I’m not sure if Arkansas Carry is jumping the gun a bit. The gun rights group devotes an entire graph of their celebratory announcement to warning gun owners that this done deal maybe ain’t so done yet (“Arkansas Carry suggests that citizens consult a lawyer before carrying a handgun in public after the act takes effect”). Be that as it may, The Natural State’s new gun bill beats the hell out of Rhode Island’s forthcoming legislative package, which threatens to ban the possession of “assault rifles.” No grandfathering. Sorry, distracted. Press release . . .
In July, 2013, Arkansas will become the fifth state in the United States to enact “Constitutional Carry” into law. Act 746 of the 2013 General Assembly was signed into law by Governor Mike Beebe on April 4th, 2013, after receiving only one “nay” vote from the legislature.
Constitutional Carry occurs in a state when no laws exist that generally restrict the carry of handguns (open or concealed) for self-defense purposes. Arkansas law 5-73-120 currently prohibits the possession of a handgun if it is possessed “readily available for use with a purpose to employ the handgun… as a weapon against a person,” which puts the burden of proof of legal carry upon the person carrying the handgun. Act 746 changes the prohibitive language in July as follows
Arkansas Code § 5-73-120. Carrying a weapon
(a) A person commits the offense of carrying a weapon if he or she possesses a handgun, knife, or club on or about his or her person, in a vehicle occupied by him or her, or otherwise readily available for use with a purpose to attempt to unlawfully employ the handgun, knife, or club as a weapon against a person.
This technical change decriminalizes the carry of handguns for self-defense purposes, and puts the burden upon a prosecutor to prove criminal intent of a person carrying a handgun. Also, there are no specifications whether a legally carried handgun should be carried openly or concealed; thus it is considered Constitutional Carry by Arkansas Carry and the gun owners of the state.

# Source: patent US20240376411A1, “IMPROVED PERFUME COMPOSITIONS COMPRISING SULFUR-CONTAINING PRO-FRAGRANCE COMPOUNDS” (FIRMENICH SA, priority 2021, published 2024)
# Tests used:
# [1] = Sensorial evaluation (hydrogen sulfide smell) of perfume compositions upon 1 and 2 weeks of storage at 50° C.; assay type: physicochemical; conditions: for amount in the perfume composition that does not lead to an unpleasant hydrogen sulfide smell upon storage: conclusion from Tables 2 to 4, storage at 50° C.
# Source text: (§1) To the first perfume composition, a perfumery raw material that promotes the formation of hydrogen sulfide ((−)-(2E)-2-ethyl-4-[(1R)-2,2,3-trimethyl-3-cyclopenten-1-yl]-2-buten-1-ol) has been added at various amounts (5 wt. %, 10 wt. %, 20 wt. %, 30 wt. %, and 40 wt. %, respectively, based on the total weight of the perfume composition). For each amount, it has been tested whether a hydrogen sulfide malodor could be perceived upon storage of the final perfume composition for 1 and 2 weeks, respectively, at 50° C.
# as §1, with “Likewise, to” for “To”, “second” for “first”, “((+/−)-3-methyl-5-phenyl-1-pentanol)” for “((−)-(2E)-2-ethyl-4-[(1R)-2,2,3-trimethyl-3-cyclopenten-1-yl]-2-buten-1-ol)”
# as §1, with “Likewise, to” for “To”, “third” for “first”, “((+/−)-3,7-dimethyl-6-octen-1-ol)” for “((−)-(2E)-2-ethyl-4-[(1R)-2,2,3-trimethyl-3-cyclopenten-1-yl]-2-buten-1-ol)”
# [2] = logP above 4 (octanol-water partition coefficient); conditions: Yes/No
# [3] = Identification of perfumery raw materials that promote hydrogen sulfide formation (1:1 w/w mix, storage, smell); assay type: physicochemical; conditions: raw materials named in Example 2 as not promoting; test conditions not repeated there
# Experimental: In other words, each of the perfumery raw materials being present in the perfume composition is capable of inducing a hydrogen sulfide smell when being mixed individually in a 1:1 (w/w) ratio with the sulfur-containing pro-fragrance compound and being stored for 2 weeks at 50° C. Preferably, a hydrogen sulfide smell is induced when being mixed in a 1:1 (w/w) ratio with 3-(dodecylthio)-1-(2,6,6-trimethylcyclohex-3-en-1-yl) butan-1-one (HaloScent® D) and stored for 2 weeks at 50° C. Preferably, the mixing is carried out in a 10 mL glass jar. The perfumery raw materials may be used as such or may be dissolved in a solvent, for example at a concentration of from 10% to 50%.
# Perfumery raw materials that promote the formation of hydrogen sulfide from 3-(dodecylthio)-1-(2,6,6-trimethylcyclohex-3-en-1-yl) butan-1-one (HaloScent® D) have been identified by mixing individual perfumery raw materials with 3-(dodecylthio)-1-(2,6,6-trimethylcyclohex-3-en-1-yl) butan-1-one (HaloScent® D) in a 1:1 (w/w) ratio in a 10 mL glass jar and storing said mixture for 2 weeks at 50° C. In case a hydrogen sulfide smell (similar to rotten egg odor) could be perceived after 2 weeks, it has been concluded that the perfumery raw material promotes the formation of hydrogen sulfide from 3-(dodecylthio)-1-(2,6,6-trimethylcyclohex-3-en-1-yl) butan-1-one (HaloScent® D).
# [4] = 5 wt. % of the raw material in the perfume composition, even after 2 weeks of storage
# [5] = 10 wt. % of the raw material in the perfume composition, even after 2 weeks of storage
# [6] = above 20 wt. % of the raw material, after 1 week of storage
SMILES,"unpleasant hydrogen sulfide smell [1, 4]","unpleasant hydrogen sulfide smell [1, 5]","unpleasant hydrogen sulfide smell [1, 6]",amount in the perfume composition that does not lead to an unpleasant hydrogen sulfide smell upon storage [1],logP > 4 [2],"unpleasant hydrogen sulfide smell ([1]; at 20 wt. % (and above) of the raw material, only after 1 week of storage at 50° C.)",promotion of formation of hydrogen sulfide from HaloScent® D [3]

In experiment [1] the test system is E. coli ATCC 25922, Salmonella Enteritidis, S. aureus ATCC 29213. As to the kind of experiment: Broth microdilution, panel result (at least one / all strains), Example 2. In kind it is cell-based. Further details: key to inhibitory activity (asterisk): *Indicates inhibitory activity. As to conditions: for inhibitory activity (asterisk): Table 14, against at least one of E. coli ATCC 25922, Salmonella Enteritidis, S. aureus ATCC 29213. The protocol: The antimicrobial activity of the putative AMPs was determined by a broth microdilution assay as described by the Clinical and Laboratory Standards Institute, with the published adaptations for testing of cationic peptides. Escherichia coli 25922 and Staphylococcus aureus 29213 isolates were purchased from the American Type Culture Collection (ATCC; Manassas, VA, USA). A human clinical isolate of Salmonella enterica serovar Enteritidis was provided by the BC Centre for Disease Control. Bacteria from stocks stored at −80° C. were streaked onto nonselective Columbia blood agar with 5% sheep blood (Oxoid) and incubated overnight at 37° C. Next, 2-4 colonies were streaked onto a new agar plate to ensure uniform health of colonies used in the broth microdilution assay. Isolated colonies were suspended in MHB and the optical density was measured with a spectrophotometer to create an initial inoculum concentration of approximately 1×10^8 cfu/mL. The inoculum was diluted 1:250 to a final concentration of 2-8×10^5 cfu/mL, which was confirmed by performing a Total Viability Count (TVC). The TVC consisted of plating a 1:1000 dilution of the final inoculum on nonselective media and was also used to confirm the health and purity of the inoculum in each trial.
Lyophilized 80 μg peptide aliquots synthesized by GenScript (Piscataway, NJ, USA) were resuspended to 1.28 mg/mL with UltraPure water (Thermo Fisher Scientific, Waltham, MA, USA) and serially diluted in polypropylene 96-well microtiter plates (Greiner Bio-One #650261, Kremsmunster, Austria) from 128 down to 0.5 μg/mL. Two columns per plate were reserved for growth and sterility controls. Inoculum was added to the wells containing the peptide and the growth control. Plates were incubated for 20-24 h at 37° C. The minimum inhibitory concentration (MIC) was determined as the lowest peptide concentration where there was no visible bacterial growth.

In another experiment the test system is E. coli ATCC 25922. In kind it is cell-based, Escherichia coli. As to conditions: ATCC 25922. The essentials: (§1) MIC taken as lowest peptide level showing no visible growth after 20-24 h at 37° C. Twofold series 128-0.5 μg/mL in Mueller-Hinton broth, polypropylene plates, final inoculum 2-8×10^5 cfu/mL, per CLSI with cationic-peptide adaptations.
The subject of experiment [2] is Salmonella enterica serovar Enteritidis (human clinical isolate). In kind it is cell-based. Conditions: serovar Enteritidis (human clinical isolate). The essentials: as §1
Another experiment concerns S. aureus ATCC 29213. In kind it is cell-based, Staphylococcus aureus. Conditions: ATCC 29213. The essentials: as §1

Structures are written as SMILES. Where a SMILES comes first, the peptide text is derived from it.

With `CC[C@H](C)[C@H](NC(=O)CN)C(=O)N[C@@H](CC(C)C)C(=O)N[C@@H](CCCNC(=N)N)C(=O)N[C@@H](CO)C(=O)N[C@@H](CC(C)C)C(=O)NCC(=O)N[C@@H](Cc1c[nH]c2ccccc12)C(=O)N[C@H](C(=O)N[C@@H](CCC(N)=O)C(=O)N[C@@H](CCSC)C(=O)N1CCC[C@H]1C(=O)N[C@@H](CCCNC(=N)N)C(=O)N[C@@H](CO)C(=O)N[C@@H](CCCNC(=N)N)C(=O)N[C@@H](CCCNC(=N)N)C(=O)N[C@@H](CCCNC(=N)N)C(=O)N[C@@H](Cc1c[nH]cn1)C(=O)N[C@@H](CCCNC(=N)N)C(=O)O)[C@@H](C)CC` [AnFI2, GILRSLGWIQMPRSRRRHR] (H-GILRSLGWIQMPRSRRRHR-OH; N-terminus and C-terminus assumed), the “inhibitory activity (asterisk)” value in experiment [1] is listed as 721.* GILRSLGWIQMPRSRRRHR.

Act 746 is further supported by the Second Amendment to the U.S. Constitution, and by Article II, § 5 of the Arkansas Constitution (right to bear arms). The manner of carry under Act 746 also does not require a permit or training; however, Arkansas Carry desires that all citizens obtain firearms safety training before carrying a firearm in public. Arkansans should also obtain a state CHCL permit to enable them to carry in reciprocal states.
Again, Act 746 becomes law in July.
Arkansas Carry suggests that citizens consult a lawyer before carrying a handgun in public after the act takes effect. Being a new law, Act 746 is untested by the courts, and law enforcement officials are not completely aware of the implications as it pertains to the carry of handguns. Arkansas Carry’s interpretation of this law cannot be held as legally binding, and prosecutors may construe the law differently.
The Board of Directors of Arkansas Carry wishes to thank Representative Denny Altes of Fort Smith for sponsoring Act 746, and also acknowledges and appreciates all of the hard work that was performed to write language suitable for law enforcement agencies, members of the Arkansas General Assembly and Governor Mike Beebe.